A tall man with a tight ponytail, Pohl likes working with his hands as a counterbalance to his virtual pursuits. “As a child, I worked in the garden. My parents were refugees, and I learned how to grow anything and to put everything available to good use.”
In addition to focusing on cars in the future, he also wants to devote more time to his second hobby: growing organic fruit on his property. “The season runs from sweet cherries to walnuts,” he says with evident pleasure. At Mackevision he was known for filling fruit bowls with his own products.
A term like “garage” seems too small for the place where he houses his cars, which has multiple halls on premises of about 2,600 square meters. Its furnishings are the opposite of futuristic. The secondhand sofa set, used on occasion by selected guests, was a gift. Alebenches stand nearby, and an old fridge from a kiosk holds drinks. Only the twenty-four cars that the host has sorted by brand have been polished. They are grouped around the heart of the impressive collection—a Porsche 928 GTS. “Of all the cars here, only the 928 offers everything: aesthetics, driving pleasure, design, suitability for everyday use—a truly sensational combination,” he enthuses.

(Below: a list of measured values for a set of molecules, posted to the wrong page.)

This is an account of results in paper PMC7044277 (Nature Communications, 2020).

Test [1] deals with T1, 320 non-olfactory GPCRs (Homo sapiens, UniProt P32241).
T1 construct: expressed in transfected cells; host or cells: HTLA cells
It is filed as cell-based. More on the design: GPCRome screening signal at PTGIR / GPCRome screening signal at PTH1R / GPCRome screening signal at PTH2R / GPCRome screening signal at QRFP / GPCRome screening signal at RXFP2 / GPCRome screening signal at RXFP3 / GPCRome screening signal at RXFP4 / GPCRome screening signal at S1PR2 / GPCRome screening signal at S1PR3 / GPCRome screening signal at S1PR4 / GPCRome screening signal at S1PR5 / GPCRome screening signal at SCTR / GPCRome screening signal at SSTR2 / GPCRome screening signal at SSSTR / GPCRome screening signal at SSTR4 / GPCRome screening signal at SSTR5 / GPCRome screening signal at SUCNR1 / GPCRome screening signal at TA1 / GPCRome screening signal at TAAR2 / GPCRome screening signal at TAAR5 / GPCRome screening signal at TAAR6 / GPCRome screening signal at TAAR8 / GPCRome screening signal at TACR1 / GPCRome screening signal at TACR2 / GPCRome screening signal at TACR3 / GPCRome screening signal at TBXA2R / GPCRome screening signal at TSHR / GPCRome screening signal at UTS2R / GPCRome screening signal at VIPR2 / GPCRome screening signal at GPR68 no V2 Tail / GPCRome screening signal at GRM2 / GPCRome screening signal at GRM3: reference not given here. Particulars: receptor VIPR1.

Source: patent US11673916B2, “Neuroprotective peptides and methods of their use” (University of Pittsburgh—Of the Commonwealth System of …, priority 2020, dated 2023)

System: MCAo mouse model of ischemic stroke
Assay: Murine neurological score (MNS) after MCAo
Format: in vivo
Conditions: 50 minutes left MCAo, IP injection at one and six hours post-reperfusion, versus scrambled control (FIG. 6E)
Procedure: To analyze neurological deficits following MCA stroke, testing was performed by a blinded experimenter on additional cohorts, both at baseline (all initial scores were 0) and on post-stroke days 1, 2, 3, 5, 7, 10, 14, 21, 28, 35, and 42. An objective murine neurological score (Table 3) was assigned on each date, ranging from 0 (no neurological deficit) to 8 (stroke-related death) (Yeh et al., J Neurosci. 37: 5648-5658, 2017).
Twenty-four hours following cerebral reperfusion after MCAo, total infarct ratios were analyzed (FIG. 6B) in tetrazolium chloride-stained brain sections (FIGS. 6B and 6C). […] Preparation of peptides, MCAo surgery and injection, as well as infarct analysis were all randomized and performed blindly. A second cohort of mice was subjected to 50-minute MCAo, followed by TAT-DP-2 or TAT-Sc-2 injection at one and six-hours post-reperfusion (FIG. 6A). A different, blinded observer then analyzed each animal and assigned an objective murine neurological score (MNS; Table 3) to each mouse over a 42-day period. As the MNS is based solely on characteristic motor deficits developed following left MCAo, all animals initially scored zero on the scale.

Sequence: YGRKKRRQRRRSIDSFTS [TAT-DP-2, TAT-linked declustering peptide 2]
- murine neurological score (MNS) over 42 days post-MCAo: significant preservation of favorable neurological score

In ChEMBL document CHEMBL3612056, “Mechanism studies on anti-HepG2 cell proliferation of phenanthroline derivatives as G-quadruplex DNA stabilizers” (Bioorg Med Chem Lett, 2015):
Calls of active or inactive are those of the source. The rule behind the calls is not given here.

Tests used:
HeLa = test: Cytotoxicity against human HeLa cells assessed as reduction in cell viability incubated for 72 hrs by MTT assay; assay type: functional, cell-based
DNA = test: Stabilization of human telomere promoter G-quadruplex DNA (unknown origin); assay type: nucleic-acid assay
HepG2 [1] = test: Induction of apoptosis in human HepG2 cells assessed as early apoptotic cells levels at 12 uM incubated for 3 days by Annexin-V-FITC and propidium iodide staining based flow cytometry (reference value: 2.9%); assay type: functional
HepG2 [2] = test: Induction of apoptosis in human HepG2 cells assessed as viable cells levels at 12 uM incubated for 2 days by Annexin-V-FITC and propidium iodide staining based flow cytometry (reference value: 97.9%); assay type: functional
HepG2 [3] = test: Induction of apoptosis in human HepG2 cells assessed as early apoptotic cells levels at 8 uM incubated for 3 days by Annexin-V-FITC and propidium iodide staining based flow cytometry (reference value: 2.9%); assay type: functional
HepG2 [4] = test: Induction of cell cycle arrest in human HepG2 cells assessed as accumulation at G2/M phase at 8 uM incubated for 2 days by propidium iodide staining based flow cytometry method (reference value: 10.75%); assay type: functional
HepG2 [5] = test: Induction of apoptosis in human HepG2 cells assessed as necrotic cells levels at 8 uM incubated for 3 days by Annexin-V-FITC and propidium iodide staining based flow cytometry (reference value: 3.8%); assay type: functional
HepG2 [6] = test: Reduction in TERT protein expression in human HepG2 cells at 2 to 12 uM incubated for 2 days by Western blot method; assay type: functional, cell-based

Cars as a mirror of the self
As a schoolboy in the late 1970s, Pohl was fascinated by the new model. He first drove a 928 S4 in the mid-1990s, and then a Rainforest Green 928 GTS—exactly like the car he has today. When his daughters were born, the Porsche gave way to a larger family car. Then, five years ago, Pohl had a fateful encounter. “A 928 was driving in front of me and I thought, ‘Wow, what an incredible car!’ Its owner was one of my colleagues. He got out and mentioned that he had to sell the car because of his family.” A familiar story. This automobile then launched Pohl’s collection.